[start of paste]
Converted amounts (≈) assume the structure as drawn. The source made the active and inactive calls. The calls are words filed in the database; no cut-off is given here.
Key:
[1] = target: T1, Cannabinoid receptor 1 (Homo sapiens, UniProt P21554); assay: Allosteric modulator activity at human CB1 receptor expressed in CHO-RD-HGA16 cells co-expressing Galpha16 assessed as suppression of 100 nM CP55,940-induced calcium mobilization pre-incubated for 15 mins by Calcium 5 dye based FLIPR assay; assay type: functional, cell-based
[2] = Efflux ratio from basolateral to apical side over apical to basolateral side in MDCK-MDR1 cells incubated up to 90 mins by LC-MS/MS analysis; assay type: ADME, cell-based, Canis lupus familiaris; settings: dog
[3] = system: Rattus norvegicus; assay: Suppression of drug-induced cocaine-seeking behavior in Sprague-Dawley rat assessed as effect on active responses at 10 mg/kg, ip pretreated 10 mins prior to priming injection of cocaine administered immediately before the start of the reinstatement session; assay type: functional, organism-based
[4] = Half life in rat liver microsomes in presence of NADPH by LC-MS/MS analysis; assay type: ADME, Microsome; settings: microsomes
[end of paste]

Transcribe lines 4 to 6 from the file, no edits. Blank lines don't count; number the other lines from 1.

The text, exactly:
[2] = Efflux ratio from basolateral to apical side over apical to basolateral side in MDCK-MDR1 cells incubated up to 90 mins by LC-MS/MS analysis; assay type: ADME, cell-based, Canis lupus familiaris; settings: dog
[3] = system: Rattus norvegicus; assay: Suppression of drug-induced cocaine-seeking behavior in Sprague-Dawley rat assessed as effect on active responses at 10 mg/kg, ip pretreated 10 mins prior to priming injection of cocaine administered immediately before the start of the reinstatement session; assay type: functional, organism-based
[4] = Half life in rat liver microsomes in presence of NADPH by LC-MS/MS analysis; assay type: ADME, Microsome; settings: microsomes